Your 2009 To-Do List
Originally published: 03.01.09 by Guy Kawasaki
Ten small tasks that can make a big difference in the perception of your company and, ultimately, your bottom line.
If you’re looking for small tasks that can make a big difference in the perception of your company and ultimately, your bottom line, tear out this list of ten tiny things that every small business owner should do in 2009.
1. Act like a prospective customer and call your company to see how the phone system and receptionist treat you.
2. See if your Web site has a “Contact Us” section. If it doesn’t, add one. Ensure that it has a street address.
3. Send your company an e-mail asking for customer support and see if someone responds to it.
4. Answer customer support calls or e-mails (not the one you sent in) for a day.
5. Go out on a sales call with your sales people and a service call with your service people.
6. Read the documentation or manual that your company provides. Extra credit: See if you can do this without reading glasses.
7. Pretend that you lost the documentation or manual that came with your product or service and try to find it on
8. Register your product or service, including finding and reading the serial number of your product. Extra credit: See if you can read your serial number without reading glasses. Extra extra credit: If you use a Captcha system for registration, see how many times it takes to get the word right.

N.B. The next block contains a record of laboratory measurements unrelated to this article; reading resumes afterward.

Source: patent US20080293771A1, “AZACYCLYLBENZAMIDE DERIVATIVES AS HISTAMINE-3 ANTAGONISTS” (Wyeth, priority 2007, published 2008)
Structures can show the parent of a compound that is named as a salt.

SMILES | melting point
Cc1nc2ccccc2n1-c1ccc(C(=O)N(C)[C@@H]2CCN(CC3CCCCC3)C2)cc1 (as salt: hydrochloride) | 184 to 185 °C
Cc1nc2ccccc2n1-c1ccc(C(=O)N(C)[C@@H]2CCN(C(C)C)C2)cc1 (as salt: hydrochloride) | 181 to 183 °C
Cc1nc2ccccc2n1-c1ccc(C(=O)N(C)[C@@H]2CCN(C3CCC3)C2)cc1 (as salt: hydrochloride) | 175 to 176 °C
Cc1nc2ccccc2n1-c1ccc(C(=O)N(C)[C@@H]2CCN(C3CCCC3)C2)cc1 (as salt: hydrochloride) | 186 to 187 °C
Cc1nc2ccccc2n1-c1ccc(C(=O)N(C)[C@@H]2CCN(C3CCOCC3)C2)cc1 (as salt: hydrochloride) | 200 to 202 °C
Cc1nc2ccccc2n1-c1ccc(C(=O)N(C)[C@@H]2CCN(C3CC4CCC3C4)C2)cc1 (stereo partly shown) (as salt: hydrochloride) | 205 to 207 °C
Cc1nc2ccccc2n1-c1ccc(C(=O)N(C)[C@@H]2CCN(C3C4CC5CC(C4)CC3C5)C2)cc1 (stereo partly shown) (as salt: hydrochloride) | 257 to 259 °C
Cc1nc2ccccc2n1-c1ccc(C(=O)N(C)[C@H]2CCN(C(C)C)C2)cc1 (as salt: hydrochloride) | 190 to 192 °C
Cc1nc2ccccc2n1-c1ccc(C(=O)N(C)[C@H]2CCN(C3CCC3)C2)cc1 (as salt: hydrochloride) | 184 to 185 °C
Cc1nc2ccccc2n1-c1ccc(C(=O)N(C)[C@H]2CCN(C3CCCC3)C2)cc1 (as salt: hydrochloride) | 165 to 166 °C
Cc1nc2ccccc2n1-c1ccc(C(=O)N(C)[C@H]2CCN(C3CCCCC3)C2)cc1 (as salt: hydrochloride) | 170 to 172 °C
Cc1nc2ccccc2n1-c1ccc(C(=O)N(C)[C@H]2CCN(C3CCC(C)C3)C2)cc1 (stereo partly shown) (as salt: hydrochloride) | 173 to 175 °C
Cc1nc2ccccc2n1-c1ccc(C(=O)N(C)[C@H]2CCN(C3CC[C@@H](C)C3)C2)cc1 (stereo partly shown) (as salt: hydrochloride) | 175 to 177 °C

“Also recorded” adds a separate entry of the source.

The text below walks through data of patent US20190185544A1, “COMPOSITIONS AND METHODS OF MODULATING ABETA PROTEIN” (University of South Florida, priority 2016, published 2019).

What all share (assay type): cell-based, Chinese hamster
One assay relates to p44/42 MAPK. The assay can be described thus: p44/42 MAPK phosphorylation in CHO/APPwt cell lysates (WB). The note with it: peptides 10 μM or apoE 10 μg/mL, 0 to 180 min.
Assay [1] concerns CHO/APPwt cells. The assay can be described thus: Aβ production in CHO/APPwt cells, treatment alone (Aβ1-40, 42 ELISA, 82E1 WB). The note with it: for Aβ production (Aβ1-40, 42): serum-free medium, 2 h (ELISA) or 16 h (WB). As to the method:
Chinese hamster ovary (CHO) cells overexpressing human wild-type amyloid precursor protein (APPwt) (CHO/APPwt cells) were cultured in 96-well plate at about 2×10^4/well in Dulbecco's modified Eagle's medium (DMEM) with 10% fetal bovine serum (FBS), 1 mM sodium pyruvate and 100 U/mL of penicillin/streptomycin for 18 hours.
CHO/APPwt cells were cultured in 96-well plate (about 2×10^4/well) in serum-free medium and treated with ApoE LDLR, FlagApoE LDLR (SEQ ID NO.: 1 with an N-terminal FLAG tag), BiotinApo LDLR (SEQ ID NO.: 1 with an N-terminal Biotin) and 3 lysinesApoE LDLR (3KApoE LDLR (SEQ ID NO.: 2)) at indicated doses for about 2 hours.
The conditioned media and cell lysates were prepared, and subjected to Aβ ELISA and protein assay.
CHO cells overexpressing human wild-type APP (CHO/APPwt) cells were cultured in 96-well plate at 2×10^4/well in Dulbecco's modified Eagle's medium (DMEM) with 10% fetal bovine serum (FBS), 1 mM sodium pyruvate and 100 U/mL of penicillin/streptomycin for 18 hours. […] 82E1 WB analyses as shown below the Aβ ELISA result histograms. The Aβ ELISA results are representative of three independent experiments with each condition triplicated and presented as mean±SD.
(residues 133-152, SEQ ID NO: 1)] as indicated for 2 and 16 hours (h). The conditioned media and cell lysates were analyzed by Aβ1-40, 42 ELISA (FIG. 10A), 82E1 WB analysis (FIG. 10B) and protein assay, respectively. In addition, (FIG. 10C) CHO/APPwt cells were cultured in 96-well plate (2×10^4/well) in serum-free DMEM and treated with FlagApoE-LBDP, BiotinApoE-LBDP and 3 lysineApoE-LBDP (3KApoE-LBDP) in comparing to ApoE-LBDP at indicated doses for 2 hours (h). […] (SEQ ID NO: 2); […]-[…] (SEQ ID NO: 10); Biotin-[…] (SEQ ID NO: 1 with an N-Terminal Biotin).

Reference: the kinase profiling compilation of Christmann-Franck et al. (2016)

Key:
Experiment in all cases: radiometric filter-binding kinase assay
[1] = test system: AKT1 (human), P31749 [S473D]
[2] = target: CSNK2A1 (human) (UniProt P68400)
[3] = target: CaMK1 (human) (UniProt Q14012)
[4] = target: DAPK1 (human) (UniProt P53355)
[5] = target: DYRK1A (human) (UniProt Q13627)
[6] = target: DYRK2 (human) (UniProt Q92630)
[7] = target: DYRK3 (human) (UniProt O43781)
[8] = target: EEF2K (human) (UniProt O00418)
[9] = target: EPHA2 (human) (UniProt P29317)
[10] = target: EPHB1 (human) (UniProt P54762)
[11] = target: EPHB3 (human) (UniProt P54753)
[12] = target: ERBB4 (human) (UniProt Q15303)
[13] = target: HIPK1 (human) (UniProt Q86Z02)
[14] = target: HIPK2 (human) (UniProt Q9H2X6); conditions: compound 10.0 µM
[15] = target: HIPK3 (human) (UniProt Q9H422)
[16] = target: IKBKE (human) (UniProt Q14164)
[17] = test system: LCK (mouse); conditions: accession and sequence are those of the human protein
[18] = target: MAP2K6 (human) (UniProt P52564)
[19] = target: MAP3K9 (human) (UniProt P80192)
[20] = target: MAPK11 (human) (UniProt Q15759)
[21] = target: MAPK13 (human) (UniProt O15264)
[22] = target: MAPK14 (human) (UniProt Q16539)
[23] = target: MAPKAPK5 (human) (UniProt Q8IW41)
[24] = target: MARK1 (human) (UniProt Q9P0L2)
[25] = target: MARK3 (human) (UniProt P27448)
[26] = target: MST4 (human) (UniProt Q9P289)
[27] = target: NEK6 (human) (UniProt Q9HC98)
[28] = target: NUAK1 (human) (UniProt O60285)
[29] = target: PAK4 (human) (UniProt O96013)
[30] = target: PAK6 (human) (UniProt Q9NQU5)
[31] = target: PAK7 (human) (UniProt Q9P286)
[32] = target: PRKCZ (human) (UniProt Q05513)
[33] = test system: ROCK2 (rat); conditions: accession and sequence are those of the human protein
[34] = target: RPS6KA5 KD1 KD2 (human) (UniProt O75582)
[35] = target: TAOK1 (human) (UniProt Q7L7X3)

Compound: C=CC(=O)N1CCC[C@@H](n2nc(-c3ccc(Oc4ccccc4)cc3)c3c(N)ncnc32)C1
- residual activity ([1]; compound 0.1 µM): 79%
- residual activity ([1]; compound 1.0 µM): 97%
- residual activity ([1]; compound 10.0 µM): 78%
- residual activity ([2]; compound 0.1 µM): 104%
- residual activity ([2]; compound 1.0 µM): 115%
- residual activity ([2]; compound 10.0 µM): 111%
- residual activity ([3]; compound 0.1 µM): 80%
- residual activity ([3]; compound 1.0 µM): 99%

9. Add a signature to your e-mail. A “signature” is a block of text at the end of your e-mails that contain all your contact information. It saves your recipients the hassle of asking for your address and phone number or searching for them on your Web site.
10. Join Twitter and then search for your company name, your product, your competition’s name or product name, or market sector terms from your business. Extra credit: Use Twitter as a tool.
Guy Kawasaki is a managing director of Garage Technology Ventures, an early-stage venture capital firm and a columnist for Forbes.com. Previously, he was an Apple Fellow at Apple Computer Inc., where he was one of the individuals responsible for the success of the Macintosh computer. He is the author of eight books, including his most recent, The Art of the Start, which can be found at www.guykawasaki.com.
Articles by Guy Kawasaki
More of What I Learned About Twitter Marketing
Way back in July of 2009, I explained how I use twitter. A lot has changed since then, so this is an update on how I tweet. As a business owner, you can adopt my techniques to use twitter as a marketing tool.
Five Life Lessons for Leaders
How to fix mistakes, determine when to drop a product, and other lessons.
Why Smart Companies Do Dumb Things
The downside of more people in the mix means it's harder to alter consensus, once it builds. As an owner or manager of a company, there are things you can do to make sure you hear all sides before making a decision for the company you'll regret.
10 Management Lessons from the U.S. Navy
Many of us who are working in non-military organizations would do well to understand how a small city floating on the ocean work.
9 Tips for Using Twitter as a Marketing Tool
Everyone is a atwitter with Twitter, but not everyone uses Twitter for business. I use twitter as a tool - specifically as a marketing tool, and here nine lessons that I've learned about doing this.